October 20, 2009

Marty and Me

One of the most overused cliches in medicine is the oft referenced: "When you hear hoofbeats, think horses, not zebras."

It's a valid reasoning in which to guide one's thought processes. After all, common things are common, uncommon things... aren't. But part of the responsibility of a physician also is to provide comfort and reassurance. It's our job to think "worst case scenario," to work up patients for those conditions, and provide reassurance when evidence is sufficient to quell our suspicions. Another common phrase in medicine is "until proven otherwise." Vaginal bleeding in a postmenopausal woman is cancer until proven otherwise. Acute onset of dyspnea or hypoxemia is a pulmonary embolism until proven otherwise. Severe epistaxis in an adolescent is a nasopharyngeal angiofibroma until proven otherwise. I recently had two patient who elucidated just how true this axiom can be.

A 62 year old woman presented with lateral chest pain of two weeks duration. On physical exam, her pain seemed very musculoskeletal in nature. Pain to palpation, pain on deep inspiration and with sneezing/cough, etc. The horse in this situation is a simple intercostal muscle strain. Regardless, we ordered a chest xray which showed ambiguous opacification of her right lower lung. It just didn't quite add up with the lack of any pulmonary symptoms. So, congresspersons and escalating health costs be damned, we decided we couldn't quite be comfortable with just writing things off, and sent the patient off with a referral for a CT scan and instructions for prn ibuprofen and heat. We saw her back today. The CT scan showed findings pathognomonic for lung cancer. Turns out, her pain was musculoskeletal in nature, as the cancer had begun to invade into her 8th rib. It had also spread to her spine. Zebra. Ironically, the patient returned to say that the heat and ibuprofen had really helped with the pain. If it wasn't for the CT, she would have been sent on her way with the belief that it was all just an intercostal muscle strain, while the cancer continued to grow in her chest.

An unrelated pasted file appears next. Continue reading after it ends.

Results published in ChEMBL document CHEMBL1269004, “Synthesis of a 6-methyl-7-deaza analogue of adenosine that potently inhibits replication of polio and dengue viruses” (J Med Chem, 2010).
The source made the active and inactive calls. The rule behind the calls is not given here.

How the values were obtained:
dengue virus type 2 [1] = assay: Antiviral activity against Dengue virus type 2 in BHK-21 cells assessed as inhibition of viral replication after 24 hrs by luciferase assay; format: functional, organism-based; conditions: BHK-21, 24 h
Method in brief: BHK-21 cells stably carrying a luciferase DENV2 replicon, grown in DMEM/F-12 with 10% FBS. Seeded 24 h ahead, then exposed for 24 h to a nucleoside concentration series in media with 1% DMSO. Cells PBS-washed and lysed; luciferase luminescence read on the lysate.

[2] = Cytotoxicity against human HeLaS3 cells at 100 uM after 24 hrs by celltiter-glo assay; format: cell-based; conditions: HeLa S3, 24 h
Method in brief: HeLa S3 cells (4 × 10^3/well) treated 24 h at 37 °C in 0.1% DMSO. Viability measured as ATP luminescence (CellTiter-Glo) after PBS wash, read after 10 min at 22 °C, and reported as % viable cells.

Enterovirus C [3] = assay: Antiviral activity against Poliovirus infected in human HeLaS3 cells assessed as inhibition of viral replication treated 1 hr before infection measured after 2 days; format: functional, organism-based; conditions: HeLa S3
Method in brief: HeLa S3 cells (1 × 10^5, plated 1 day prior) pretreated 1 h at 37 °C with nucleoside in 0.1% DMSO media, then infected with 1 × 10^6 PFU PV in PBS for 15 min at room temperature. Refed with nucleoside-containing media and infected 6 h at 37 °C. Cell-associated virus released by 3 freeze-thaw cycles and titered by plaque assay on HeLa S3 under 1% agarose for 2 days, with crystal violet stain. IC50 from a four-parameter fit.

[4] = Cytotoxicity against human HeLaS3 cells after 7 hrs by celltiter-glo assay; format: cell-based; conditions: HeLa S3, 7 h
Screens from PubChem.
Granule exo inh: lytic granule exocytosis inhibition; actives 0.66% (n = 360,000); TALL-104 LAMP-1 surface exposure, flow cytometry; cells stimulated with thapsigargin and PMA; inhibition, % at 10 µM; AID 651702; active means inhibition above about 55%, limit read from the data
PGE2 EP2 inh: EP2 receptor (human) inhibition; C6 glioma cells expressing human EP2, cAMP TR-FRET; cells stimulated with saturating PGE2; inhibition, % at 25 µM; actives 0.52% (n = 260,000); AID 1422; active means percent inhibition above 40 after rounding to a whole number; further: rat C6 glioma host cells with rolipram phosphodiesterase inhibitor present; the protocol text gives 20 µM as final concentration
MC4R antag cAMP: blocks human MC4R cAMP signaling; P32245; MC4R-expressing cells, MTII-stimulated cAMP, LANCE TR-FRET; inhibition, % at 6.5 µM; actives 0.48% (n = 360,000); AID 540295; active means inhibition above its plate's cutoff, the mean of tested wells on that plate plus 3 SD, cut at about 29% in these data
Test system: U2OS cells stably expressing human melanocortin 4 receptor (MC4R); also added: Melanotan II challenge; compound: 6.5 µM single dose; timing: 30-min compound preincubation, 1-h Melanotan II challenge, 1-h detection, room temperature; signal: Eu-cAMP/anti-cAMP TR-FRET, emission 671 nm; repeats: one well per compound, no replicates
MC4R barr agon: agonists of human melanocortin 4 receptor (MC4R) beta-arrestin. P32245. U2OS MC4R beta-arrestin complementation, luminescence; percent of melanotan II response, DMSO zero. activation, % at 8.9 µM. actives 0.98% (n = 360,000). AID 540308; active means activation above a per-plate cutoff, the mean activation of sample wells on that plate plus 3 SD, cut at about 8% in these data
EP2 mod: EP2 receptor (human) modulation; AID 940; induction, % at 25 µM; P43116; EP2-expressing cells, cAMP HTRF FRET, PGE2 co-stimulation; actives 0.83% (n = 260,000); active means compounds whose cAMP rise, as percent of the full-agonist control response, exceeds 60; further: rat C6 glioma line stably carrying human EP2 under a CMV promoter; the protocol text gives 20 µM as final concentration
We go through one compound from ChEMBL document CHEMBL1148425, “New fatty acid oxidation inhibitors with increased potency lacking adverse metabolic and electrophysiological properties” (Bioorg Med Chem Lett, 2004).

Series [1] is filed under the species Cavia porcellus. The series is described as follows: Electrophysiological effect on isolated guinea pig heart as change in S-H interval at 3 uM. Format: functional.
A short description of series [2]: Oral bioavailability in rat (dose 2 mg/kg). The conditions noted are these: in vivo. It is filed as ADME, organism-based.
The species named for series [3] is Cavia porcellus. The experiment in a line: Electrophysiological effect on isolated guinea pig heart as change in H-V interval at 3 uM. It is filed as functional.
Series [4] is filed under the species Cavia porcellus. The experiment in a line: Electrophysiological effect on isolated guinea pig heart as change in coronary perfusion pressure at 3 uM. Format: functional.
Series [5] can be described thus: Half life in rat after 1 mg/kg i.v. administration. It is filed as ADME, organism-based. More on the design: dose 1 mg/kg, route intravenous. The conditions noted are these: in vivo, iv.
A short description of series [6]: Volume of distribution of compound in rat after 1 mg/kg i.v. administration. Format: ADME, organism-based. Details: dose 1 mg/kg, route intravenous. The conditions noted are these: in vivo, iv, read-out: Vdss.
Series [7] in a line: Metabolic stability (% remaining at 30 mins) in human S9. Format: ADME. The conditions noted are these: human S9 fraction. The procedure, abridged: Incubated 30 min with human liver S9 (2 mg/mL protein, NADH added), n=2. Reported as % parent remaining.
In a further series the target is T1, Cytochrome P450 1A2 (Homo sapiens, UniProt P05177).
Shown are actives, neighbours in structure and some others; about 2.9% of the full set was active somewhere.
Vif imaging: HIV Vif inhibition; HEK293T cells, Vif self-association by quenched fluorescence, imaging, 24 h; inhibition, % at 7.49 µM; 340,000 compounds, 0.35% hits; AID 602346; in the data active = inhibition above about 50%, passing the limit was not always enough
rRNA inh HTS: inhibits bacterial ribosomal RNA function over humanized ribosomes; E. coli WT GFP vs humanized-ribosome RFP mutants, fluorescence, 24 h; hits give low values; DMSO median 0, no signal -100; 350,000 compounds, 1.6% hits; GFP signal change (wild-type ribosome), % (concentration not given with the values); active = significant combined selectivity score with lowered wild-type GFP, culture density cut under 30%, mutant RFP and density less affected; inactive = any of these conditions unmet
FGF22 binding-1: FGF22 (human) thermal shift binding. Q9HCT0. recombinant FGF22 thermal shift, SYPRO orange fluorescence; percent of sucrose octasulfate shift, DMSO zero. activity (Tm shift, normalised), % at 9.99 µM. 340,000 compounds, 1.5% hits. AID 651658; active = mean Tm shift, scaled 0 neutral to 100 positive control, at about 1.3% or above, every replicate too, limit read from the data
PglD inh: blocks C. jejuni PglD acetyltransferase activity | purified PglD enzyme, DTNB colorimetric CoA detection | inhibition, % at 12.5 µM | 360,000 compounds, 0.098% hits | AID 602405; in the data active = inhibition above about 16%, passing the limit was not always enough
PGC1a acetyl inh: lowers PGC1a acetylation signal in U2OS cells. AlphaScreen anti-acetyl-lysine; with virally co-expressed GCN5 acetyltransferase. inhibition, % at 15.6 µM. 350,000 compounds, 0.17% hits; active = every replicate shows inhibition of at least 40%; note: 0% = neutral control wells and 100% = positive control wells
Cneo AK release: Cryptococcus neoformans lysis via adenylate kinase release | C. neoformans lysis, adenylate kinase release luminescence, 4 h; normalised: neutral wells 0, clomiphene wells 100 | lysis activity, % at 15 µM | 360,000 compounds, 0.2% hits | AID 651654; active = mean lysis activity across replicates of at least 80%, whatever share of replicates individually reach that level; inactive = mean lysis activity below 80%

A 22 year old woman presents with a painful unilateral cervical lymphadenopathy which had been present for 1 month. The horse in this situation is some form of infectious etiology: mononucleosis, cat-scratch fever, occasionally HIV (though this didn't jive with her history). She had been to several urgent care centers, and, going with horses instead of zebras, prescribed two antibiotic regimens, with no improvement of her symptoms. There was still a high likelihood her neck mass was viral in etiology, but we ordered a chest xray "just in case." It ended up showing an extensive mediastinal mass. One biopsy later, the diagnosis returned nodular sclerosing Hodgkin's. Zebra. Luckily, her prognosis is excellent and the delay in diagnosis likely will have no significant effect on her therapy. But it is never easy telling a previously healthy 22 year old that they have cancer, and there is a certain level of embarrassment that it took 5 visits to a physician to reach a diagnosis.

I think the most telling thing I've taken away from these experiences is how important the differential diagnosis remains in clinical practice. Most common symptoms can be attributed to the relatively benign conditions that afflict the gross majority of the general population. But it is important to always consider what else can be consistent with a clinical picture that is truly dangerous, as just because a condition is rare does not mean it cannot be affecting the patient sitting in front of you. Bacterial pharyngitis is common and fairly benign. A retropharyngeal abscess is not, and can often present identically. It is the responsibility of the clinician to use their clinical judgment and work up a patient to the point that they can confidently feel the patient is safe in the context of their illness.